See, my experience is mine. As reflexively silly as this sounds, it is the thing that cut through my need to cling to the idea of connection that I so desperately craved. It was an idea I created pretty much on my own and guess what? It does not always translate well to real live people.
If I go horseback riding, jump on a roller-coaster, swim in the ocean, I don’t expect to process that with the horse, the Cyclone, or the Pacific. I experience these things, perhaps even in a profoundly spiritual way, and I let it become a part of my experiential self.
And if I fall off of the horse, or get stuck on the Cyclone in Coney Island, or get pulled by an undertow, I have to take care of myself.
This is, I think, the way I have experienced “dominant savants.” Those who can take me on startling journeys but are not, for whatever reason, on my wavelength emotionally and spiritually. It does not negate, diminish, or compromise the play / scene / relationship we have. But it does define and demarcate it.
In the year plus of this intense play relationship that was particularly marked by this interestingly connected disconnect, I had quite a few people either pull me aside to “Make sure I was okay.” or to straight up ask why I played with this person. Many, many people with whom he’d played vowed they wouldn’t ever do so again as they just couldn’t deal with the feeling of being the rawhide chew toy for some brutally rough play that did not have, as the upshot, an emotional connectivity they needed within and as part of aftercare for the scene.
At first I worried that I was also broken. That I was allowing myself to be emotionally damaged in a way that I was, somehow, missing. But I concluded that was not the case then and in retrospect, I still do not think it is now.
I believe that people come into your life for various reasons and those reasons aren’t always apparent at the time. In this case the benefit was clear. I played with a particular freedom I hadn’t enjoyed before, and very rarely since. I felt safe. Regardless of the reality, I felt. safe. And that is no mean feat to pull on me when I am, in fact, doing some crazy shit.
I sure as fuck have had deeply connected and spiritually conscious play with people. I prefer it. It is that core need for deep connection that motivates my journey in Leather. But as I slowly reprocess the past couple of decades, I realize that the vast majority of play I’ve done falls into the category of submitting to the universe, to god, to my journey, to life, by way of a guardian who facilitated this and gained a measure of pleasure from it themselves, but remained essentially unchanged. I have yet to have a top or dominant share with me that the scene we did altered their perception of kink, of who they were, or their role in life, and that they felt a kinship that defied explanation due to what we shared in terms of our play. And yet I have, in some way or other, expressed these very sentiments to several people in my life. Perhaps this is because dominants “just don’t do that.”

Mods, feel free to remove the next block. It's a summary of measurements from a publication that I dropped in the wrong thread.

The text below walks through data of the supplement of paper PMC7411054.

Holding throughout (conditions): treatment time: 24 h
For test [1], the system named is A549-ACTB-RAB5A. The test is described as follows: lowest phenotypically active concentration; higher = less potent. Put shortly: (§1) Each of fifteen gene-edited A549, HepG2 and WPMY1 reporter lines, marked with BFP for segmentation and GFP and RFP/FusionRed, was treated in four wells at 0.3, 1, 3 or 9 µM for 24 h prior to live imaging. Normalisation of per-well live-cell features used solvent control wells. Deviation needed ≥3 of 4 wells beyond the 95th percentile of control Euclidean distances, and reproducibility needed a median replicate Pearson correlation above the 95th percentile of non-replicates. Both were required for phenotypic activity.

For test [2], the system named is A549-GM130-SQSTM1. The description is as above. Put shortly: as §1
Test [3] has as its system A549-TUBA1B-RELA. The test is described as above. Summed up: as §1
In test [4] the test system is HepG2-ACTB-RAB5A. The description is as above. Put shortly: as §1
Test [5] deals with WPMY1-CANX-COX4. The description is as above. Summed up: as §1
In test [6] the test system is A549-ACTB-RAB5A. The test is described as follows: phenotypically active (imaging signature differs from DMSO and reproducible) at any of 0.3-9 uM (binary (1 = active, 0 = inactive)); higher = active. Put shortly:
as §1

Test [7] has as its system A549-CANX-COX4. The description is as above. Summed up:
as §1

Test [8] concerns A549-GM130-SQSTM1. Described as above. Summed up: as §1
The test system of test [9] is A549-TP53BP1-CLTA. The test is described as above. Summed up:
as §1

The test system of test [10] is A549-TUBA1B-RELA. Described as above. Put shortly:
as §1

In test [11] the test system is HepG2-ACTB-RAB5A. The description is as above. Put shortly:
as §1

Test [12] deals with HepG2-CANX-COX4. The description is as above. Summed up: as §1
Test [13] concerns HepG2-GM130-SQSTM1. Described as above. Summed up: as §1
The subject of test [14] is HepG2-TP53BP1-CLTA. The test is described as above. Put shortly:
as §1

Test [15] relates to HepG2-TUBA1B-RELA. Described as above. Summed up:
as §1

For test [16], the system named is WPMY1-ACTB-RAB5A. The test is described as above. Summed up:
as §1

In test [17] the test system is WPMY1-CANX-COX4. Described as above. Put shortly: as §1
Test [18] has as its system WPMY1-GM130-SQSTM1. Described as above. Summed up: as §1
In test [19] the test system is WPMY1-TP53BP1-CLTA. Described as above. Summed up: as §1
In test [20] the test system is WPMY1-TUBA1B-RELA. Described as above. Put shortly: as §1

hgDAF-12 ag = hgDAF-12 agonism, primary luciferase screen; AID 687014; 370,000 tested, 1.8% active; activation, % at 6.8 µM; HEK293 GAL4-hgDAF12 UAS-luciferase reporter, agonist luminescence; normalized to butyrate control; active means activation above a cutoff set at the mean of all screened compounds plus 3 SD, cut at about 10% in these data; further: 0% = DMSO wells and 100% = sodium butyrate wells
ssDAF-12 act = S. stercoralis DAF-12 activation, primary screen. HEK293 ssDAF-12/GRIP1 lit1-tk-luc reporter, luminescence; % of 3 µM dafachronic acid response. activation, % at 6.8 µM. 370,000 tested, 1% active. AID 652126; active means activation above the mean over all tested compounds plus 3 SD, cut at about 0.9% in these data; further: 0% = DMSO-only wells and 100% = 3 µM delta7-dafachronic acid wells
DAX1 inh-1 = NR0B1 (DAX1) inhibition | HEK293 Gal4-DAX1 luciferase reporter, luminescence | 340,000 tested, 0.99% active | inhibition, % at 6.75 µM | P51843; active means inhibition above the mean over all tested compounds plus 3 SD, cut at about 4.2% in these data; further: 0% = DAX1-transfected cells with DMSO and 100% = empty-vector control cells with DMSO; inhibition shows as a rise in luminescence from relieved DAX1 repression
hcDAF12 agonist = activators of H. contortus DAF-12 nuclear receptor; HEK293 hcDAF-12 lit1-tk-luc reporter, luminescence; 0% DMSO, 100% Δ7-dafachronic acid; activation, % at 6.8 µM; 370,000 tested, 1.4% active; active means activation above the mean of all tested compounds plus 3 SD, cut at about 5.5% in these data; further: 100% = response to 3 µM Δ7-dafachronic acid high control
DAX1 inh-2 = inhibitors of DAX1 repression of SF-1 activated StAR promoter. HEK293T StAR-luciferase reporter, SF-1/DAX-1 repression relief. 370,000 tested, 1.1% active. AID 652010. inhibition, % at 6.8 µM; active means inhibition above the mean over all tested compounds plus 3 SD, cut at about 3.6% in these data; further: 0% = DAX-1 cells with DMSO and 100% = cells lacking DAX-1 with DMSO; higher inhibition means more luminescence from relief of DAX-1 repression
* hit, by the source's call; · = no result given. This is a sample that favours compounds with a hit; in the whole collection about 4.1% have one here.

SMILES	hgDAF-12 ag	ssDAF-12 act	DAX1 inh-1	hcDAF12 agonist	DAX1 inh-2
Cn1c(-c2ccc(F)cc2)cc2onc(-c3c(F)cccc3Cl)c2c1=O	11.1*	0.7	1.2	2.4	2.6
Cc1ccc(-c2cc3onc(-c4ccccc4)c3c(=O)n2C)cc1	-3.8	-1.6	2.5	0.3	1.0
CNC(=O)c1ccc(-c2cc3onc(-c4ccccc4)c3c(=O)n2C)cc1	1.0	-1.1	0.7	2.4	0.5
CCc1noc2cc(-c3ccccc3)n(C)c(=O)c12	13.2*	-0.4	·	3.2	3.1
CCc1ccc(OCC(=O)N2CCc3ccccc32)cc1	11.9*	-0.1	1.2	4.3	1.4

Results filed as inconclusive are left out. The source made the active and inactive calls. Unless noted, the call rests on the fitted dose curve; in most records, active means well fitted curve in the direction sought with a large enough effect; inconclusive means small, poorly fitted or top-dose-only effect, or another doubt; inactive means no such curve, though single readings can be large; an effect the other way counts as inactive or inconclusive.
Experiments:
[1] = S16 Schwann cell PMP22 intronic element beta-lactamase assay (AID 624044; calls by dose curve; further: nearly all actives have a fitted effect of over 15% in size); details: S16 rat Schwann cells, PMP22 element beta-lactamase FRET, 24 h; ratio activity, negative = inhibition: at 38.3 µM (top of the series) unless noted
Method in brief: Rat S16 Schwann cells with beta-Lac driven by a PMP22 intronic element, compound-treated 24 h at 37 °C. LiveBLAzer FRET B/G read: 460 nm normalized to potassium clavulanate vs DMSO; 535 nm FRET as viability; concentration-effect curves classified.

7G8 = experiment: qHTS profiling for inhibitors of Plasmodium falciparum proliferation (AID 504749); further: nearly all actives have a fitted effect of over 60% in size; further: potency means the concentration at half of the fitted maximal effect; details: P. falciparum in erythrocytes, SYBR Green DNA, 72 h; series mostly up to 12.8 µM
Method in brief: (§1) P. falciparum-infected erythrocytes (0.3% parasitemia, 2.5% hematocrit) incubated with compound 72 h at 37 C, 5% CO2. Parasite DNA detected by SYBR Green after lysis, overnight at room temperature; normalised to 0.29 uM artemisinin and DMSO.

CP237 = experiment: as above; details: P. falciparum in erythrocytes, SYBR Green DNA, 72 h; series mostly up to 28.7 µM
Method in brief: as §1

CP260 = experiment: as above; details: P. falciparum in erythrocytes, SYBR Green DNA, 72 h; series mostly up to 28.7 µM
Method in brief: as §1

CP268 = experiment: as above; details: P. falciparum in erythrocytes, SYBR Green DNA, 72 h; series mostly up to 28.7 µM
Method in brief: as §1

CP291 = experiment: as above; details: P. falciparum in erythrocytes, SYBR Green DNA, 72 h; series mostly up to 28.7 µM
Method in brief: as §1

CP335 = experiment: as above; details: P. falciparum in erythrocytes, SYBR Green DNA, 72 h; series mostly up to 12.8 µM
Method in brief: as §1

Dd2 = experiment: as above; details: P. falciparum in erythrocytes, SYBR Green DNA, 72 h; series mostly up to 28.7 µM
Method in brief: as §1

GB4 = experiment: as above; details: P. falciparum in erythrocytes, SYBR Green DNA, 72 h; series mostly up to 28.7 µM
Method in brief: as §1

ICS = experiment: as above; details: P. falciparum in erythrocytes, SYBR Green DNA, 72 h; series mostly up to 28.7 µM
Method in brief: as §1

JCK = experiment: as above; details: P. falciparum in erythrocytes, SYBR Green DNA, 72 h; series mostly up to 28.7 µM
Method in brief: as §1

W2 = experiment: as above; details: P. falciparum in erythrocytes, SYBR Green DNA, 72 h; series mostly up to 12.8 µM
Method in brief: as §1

I was hashing this out with my dear friend, Rabbi Heidi Hoover one night and was tossing out analogies. I drew a parallel between playing in this “dominant savant” arena and messing around on a volcano.
See, we have plenty of empirical data letting us know that volcanoes sit there all cool and slope-y, looking sexy, but will, on occasion, fuck you up and all of your shit, too.
And your goats.
So whose fault is it you get burned? You have no business being there if you know it is a fucking volcano.
Of course, some volcanoes pop outta nowhere and are all like SURPRISE BUTTSECKS!! and, if they fuck you up, it’s not your fault.
Still sucks to be you though.
But more often than not you have warnings. Rumbles. Shifts. Stinky gas. And if you stick the fuck around and wind up Pompeiied, we can’t really feel bad for you.
“Aha, but people do live on volcanoes,” my Rabbinically Enhanced friend pointed out. “And after an eruption, the soil and the land created is extremely rich and beneficial, and so it attracts people back to it despite the risk.”
Yes, of course. People live in dangerous fucking places. On volcanic islands. On huge fucking fault lines. In the path of annual monsoons, floods, hurricanes. On floating shanties atop of piranha infested waters. But you live there in hope. In hope that the benefit you derive from your location will outweigh the possibility of loss, damage, death, devastation.
I accept the risk, I do my best to choose people I trust, and I am prepared to accept responsibility – personal responsibility – for taking this risk. Ownership has its privileges. And I feel privileged to take these amazing, dark and illuminating rides on my terms, with skilled and bold partners.